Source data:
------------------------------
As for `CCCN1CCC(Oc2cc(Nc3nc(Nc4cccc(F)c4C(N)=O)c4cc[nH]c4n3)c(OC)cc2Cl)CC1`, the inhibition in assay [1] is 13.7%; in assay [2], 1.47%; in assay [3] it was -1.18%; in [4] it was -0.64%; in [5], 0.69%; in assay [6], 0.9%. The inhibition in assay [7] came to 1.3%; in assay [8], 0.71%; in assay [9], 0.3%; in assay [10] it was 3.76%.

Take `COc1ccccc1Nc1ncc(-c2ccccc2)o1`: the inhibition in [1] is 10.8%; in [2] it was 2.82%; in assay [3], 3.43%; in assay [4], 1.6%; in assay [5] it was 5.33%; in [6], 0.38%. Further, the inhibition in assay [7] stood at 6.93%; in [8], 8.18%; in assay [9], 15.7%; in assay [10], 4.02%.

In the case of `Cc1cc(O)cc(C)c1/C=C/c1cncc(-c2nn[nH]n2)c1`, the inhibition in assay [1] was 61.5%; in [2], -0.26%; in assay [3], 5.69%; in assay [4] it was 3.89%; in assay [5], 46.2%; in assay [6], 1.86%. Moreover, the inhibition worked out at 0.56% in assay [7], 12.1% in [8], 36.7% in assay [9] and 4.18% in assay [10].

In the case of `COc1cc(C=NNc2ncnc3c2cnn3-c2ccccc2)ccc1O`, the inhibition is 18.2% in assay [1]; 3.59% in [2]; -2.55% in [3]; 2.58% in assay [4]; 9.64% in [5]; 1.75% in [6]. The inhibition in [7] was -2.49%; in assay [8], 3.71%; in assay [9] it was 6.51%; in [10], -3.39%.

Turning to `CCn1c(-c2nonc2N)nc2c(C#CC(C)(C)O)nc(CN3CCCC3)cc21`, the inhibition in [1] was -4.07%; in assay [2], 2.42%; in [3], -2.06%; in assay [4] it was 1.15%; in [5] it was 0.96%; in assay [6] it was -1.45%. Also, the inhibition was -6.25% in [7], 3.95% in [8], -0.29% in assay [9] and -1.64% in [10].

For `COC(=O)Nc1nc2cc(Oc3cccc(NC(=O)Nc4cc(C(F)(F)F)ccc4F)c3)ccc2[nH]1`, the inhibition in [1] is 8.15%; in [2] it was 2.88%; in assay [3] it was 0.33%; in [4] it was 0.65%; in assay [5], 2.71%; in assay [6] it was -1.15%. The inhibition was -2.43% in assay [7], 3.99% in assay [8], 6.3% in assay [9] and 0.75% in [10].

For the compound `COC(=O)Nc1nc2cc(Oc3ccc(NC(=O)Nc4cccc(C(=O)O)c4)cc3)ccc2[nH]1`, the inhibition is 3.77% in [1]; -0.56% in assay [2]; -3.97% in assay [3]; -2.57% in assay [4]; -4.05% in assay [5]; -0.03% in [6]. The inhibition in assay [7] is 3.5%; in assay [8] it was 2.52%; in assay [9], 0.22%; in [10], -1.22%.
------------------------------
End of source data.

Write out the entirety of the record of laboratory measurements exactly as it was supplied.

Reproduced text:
As for `CCCN1CCC(Oc2cc(Nc3nc(Nc4cccc(F)c4C(N)=O)c4cc[nH]c4n3)c(OC)cc2Cl)CC1`, the inhibition in assay [1] is 13.7%; in assay [2], 1.47%; in assay [3] it was -1.18%; in [4] it was -0.64%; in [5], 0.69%; in assay [6], 0.9%. The inhibition in assay [7] came to 1.3%; in assay [8], 0.71%; in assay [9], 0.3%; in assay [10] it was 3.76%.

Take `COc1ccccc1Nc1ncc(-c2ccccc2)o1`: the inhibition in [1] is 10.8%; in [2] it was 2.82%; in assay [3], 3.43%; in assay [4], 1.6%; in assay [5] it was 5.33%; in [6], 0.38%. Further, the inhibition in assay [7] stood at 6.93%; in [8], 8.18%; in assay [9], 15.7%; in assay [10], 4.02%.

In the case of `Cc1cc(O)cc(C)c1/C=C/c1cncc(-c2nn[nH]n2)c1`, the inhibition in assay [1] was 61.5%; in [2], -0.26%; in assay [3], 5.69%; in assay [4] it was 3.89%; in assay [5], 46.2%; in assay [6], 1.86%. Moreover, the inhibition worked out at 0.56% in assay [7], 12.1% in [8], 36.7% in assay [9] and 4.18% in assay [10].

In the case of `COc1cc(C=NNc2ncnc3c2cnn3-c2ccccc2)ccc1O`, the inhibition is 18.2% in assay [1]; 3.59% in [2]; -2.55% in [3]; 2.58% in assay [4]; 9.64% in [5]; 1.75% in [6]. The inhibition in [7] was -2.49%; in assay [8], 3.71%; in assay [9] it was 6.51%; in [10], -3.39%.

Turning to `CCn1c(-c2nonc2N)nc2c(C#CC(C)(C)O)nc(CN3CCCC3)cc21`, the inhibition in [1] was -4.07%; in assay [2], 2.42%; in [3], -2.06%; in assay [4] it was 1.15%; in [5] it was 0.96%; in assay [6] it was -1.45%. Also, the inhibition was -6.25% in [7], 3.95% in [8], -0.29% in assay [9] and -1.64% in [10].

For `COC(=O)Nc1nc2cc(Oc3cccc(NC(=O)Nc4cc(C(F)(F)F)ccc4F)c3)ccc2[nH]1`, the inhibition in [1] is 8.15%; in [2] it was 2.88%; in assay [3] it was 0.33%; in [4] it was 0.65%; in assay [5], 2.71%; in assay [6] it was -1.15%. The inhibition was -2.43% in assay [7], 3.99% in assay [8], 6.3% in assay [9] and 0.75% in [10].

For the compound `COC(=O)Nc1nc2cc(Oc3ccc(NC(=O)Nc4cccc(C(=O)O)c4)cc3)ccc2[nH]1`, the inhibition is 3.77% in [1]; -0.56% in assay [2]; -3.97% in assay [3]; -2.57% in assay [4]; -4.05% in assay [5]; -0.03% in [6]. The inhibition in assay [7] is 3.5%; in assay [8] it was 2.52%; in assay [9], 0.22%; in [10], -1.22%.